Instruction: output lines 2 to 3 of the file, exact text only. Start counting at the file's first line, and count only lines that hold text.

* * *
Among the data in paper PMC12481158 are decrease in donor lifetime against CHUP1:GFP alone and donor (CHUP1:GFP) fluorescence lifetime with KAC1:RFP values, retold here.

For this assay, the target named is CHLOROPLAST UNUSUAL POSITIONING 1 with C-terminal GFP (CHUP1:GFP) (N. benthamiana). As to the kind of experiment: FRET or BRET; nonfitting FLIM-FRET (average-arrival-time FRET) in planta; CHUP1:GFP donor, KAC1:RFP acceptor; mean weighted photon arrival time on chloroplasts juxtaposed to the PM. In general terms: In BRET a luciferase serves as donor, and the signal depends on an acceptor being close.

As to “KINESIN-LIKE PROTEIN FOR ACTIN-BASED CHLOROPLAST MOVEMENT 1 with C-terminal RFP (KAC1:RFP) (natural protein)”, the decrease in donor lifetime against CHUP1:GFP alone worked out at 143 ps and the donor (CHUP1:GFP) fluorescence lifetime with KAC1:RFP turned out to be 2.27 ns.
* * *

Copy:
For this assay, the target named is CHLOROPLAST UNUSUAL POSITIONING 1 with C-terminal GFP (CHUP1:GFP) (N. benthamiana). As to the kind of experiment: FRET or BRET; nonfitting FLIM-FRET (average-arrival-time FRET) in planta; CHUP1:GFP donor, KAC1:RFP acceptor; mean weighted photon arrival time on chloroplasts juxtaposed to the PM. In general terms: In BRET a luciferase serves as donor, and the signal depends on an acceptor being close.

As to “KINESIN-LIKE PROTEIN FOR ACTIN-BASED CHLOROPLAST MOVEMENT 1 with C-terminal RFP (KAC1:RFP) (natural protein)”, the decrease in donor lifetime against CHUP1:GFP alone worked out at 143 ps and the donor (CHUP1:GFP) fluorescence lifetime with KAC1:RFP turned out to be 2.27 ns.